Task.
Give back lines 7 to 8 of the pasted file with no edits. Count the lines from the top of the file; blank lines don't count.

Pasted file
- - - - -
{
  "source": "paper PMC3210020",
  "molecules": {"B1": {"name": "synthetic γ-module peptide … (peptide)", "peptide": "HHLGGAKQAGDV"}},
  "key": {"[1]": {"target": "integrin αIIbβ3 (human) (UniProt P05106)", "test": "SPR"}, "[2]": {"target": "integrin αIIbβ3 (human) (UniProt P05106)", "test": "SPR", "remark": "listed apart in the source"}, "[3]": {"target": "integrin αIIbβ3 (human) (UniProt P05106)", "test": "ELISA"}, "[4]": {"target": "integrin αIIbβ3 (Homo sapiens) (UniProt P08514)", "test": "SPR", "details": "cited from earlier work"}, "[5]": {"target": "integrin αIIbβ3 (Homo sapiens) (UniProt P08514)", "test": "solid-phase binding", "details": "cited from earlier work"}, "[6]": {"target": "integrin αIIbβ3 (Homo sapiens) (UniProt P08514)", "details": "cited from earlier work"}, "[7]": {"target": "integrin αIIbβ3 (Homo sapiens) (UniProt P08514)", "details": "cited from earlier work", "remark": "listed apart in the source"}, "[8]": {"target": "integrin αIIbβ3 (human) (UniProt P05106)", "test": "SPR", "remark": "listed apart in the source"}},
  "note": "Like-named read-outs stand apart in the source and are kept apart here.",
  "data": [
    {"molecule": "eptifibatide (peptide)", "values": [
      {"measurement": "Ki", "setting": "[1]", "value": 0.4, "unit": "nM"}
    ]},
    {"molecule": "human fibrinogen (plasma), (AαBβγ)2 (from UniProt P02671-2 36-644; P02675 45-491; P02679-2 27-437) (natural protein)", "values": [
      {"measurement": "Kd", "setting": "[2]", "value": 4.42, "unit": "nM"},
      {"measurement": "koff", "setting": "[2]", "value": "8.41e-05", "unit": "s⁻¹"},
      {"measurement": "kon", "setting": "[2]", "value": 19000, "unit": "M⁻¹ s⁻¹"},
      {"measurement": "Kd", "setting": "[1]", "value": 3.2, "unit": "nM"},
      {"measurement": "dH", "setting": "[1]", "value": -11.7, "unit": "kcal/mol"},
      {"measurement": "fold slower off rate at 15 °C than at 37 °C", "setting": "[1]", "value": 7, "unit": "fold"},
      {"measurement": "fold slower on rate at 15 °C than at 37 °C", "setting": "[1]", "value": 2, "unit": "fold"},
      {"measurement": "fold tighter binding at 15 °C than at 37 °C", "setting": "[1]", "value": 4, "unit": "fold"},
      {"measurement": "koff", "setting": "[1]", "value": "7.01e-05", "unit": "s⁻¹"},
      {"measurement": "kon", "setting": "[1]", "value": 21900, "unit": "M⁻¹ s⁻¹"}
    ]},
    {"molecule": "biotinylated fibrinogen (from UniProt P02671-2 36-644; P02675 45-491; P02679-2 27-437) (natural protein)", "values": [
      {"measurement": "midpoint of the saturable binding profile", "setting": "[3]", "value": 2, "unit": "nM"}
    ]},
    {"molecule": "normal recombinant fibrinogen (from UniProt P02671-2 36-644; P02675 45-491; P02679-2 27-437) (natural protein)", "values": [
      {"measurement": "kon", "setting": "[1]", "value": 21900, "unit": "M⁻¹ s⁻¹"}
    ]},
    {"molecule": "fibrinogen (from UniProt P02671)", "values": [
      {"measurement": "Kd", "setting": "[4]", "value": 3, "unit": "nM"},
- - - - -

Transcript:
    {"molecule": "eptifibatide (peptide)", "values": [
      {"measurement": "Ki", "setting": "[1]", "value": 0.4, "unit": "nM"}